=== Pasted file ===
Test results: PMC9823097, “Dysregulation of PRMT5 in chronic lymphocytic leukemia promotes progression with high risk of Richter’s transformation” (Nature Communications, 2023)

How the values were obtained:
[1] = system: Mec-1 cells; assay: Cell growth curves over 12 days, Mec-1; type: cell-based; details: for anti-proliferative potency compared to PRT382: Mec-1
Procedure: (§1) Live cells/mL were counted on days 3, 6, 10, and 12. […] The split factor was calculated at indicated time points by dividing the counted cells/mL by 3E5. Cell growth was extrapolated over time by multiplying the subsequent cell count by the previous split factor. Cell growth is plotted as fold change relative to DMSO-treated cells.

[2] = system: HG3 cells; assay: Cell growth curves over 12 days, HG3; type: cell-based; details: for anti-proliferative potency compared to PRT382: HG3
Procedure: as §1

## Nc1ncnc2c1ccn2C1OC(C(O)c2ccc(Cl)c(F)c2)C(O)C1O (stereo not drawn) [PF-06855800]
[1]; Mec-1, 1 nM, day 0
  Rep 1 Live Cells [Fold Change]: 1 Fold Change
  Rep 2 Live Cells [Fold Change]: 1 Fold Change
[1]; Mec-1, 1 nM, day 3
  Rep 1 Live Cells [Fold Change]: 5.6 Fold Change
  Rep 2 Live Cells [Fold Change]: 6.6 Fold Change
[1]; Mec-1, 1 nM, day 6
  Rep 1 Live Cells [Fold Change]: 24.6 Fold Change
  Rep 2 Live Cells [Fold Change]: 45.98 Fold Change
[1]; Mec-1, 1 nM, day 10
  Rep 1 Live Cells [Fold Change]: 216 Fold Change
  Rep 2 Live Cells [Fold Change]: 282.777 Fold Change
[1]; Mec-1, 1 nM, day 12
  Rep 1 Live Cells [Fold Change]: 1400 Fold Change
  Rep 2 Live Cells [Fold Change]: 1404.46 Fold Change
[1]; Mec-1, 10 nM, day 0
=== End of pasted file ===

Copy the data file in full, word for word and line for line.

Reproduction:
Test results: PMC9823097, “Dysregulation of PRMT5 in chronic lymphocytic leukemia promotes progression with high risk of Richter’s transformation” (Nature Communications, 2023)

How the values were obtained:
[1] = system: Mec-1 cells; assay: Cell growth curves over 12 days, Mec-1; type: cell-based; details: for anti-proliferative potency compared to PRT382: Mec-1
Procedure: (§1) Live cells/mL were counted on days 3, 6, 10, and 12. […] The split factor was calculated at indicated time points by dividing the counted cells/mL by 3E5. Cell growth was extrapolated over time by multiplying the subsequent cell count by the previous split factor. Cell growth is plotted as fold change relative to DMSO-treated cells.

[2] = system: HG3 cells; assay: Cell growth curves over 12 days, HG3; type: cell-based; details: for anti-proliferative potency compared to PRT382: HG3
Procedure: as §1

## Nc1ncnc2c1ccn2C1OC(C(O)c2ccc(Cl)c(F)c2)C(O)C1O (stereo not drawn) [PF-06855800]
[1]; Mec-1, 1 nM, day 0
  Rep 1 Live Cells [Fold Change]: 1 Fold Change
  Rep 2 Live Cells [Fold Change]: 1 Fold Change
[1]; Mec-1, 1 nM, day 3
  Rep 1 Live Cells [Fold Change]: 5.6 Fold Change
  Rep 2 Live Cells [Fold Change]: 6.6 Fold Change
[1]; Mec-1, 1 nM, day 6
  Rep 1 Live Cells [Fold Change]: 24.6 Fold Change
  Rep 2 Live Cells [Fold Change]: 45.98 Fold Change
[1]; Mec-1, 1 nM, day 10
  Rep 1 Live Cells [Fold Change]: 216 Fold Change
  Rep 2 Live Cells [Fold Change]: 282.777 Fold Change
[1]; Mec-1, 1 nM, day 12
  Rep 1 Live Cells [Fold Change]: 1400 Fold Change
  Rep 2 Live Cells [Fold Change]: 1404.46 Fold Change
[1]; Mec-1, 10 nM, day 0